By Harry Manners (Imperial College London)
Ultra-low-frequency (ULF) magnetohydrodynamic waves carry energy and momentum through planetary magnetospheres, corresponding to perturbations on large spatial-scales. These perturbations can lead to global oscillations of the magnetic field known as field line resonances (FLRs). While ULF waves and FLRs have been studied extensively in the terrestrial magnetosphere, relatively little literature exists concerning the same phenomena in magnetospheres of the outer planets.
We have used magnetometer data from the Galileo spacecraft to search for ULF wave-power at Jupiter, specifically in the thin, dense equatorial plasma sheet (see panel a of Figure). By removing the background magnetic field we were able to isolate perturbations in the direction transverse to the background field (panel b). We obtained frequency-time information via wavelet transforms of the magnetic-field residuals.
We found evidence for a multiple-harmonic wave structure isolated in the equatorial plasma sheet, on 8th November 1996. Four harmonics were detected, with periods ranging from 4 to 22 minutes (panel c).
We band-pass filtered the transverse field components to obtain a ~1 nT contribution from each harmonic. Subsequent polarization analysis revealed reversals in handedness in each signal consistent with the structure of a multiple-harmonic standing Alfvén wave (panel d). The same analysis suggests all of the detected harmonics are odd modes, with no evidence to support the presence of even modes. We currently have no explanation for the absence of the even modes, but speculate that it is a consequence of the symmetry of the driving mechanism with respect to the magnetic equator.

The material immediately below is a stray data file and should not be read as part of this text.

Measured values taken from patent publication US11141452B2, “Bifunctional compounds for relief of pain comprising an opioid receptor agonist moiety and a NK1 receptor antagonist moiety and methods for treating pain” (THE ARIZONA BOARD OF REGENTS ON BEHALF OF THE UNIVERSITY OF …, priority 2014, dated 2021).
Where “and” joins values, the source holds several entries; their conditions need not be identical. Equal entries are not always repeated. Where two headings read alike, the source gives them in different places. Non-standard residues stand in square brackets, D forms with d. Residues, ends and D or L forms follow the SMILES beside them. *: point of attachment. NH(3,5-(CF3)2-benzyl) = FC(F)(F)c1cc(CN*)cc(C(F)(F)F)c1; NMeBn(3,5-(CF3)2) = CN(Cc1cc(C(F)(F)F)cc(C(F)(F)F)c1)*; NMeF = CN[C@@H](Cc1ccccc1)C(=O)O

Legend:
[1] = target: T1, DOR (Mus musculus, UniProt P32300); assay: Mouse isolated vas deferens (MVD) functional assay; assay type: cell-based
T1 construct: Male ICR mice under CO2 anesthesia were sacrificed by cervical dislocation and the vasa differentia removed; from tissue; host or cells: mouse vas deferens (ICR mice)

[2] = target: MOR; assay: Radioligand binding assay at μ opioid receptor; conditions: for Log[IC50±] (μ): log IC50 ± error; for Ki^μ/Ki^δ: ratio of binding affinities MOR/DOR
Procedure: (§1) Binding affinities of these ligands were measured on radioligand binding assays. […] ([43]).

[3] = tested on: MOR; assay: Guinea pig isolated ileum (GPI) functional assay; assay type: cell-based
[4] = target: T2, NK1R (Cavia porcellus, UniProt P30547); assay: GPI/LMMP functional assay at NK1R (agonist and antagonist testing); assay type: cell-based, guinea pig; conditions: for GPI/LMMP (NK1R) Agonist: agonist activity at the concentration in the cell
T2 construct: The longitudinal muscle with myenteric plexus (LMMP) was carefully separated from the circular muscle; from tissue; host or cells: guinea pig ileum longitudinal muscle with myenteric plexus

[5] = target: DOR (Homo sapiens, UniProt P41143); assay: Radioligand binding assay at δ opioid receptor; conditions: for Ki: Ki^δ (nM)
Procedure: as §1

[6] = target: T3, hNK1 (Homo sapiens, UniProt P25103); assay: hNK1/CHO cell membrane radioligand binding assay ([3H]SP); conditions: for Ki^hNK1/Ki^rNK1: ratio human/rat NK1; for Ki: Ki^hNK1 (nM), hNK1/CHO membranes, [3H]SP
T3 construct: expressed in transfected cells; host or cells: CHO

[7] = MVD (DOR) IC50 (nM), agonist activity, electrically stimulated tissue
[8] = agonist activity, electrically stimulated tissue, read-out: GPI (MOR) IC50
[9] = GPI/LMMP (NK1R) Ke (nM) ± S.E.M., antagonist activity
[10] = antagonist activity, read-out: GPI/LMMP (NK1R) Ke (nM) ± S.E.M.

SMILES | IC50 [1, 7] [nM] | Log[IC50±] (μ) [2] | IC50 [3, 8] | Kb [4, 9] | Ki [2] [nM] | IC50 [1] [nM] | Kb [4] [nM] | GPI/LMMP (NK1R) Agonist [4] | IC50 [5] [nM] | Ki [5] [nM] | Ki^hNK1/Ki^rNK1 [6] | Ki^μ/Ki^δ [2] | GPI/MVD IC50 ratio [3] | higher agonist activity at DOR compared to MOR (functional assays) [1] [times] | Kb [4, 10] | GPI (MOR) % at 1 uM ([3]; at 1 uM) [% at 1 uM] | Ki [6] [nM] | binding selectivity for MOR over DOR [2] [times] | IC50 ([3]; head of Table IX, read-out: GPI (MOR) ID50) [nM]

For more information, please see the paper:
Manners, H. A., & Masters, A. (2019). First evidence for multiple‐harmonic standing Alfvén waves in Jupiter's equatorial plasma sheet. Geophysical Research Letters, 46. https://doi.org/10.1029/2019GL083899
Figure: a) Magnetic field data from the Galileo spacecraft during 8th November 1996. b) Transverse magnetic field residuals, showing ULF wave packets. c) Wavelet transform of one of the transverse components, showing coincident enhancements in wave power at 22, 14, 7 and 4 minutes. d) Reversals in the handedness of the 22 minute wave signal, consistent with standing Alfvén waves.